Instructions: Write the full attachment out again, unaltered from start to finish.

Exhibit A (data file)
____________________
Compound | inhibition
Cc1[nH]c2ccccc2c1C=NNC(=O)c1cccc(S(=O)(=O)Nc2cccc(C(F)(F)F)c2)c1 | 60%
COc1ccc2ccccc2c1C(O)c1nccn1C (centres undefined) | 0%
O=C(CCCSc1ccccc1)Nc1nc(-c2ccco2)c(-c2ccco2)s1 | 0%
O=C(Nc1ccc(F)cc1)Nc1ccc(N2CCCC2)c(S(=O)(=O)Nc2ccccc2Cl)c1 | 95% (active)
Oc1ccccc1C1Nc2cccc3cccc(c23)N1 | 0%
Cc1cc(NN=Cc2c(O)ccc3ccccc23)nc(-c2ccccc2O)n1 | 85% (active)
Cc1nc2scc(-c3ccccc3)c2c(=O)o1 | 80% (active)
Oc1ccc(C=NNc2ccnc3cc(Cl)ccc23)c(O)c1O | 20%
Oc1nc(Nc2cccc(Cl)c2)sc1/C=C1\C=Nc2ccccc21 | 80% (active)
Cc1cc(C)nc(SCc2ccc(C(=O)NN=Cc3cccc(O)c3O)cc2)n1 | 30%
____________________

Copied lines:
Compound | inhibition
Cc1[nH]c2ccccc2c1C=NNC(=O)c1cccc(S(=O)(=O)Nc2cccc(C(F)(F)F)c2)c1 | 60%
COc1ccc2ccccc2c1C(O)c1nccn1C (centres undefined) | 0%
O=C(CCCSc1ccccc1)Nc1nc(-c2ccco2)c(-c2ccco2)s1 | 0%
O=C(Nc1ccc(F)cc1)Nc1ccc(N2CCCC2)c(S(=O)(=O)Nc2ccccc2Cl)c1 | 95% (active)
Oc1ccccc1C1Nc2cccc3cccc(c23)N1 | 0%
Cc1cc(NN=Cc2c(O)ccc3ccccc23)nc(-c2ccccc2O)n1 | 85% (active)
Cc1nc2scc(-c3ccccc3)c2c(=O)o1 | 80% (active)
Oc1ccc(C=NNc2ccnc3cc(Cl)ccc23)c(O)c1O | 20%
Oc1nc(Nc2cccc(Cl)c2)sc1/C=C1\C=Nc2ccccc21 | 80% (active)
Cc1cc(C)nc(SCc2ccc(C(=O)NN=Cc3cccc(O)c3O)cc2)n1 | 30%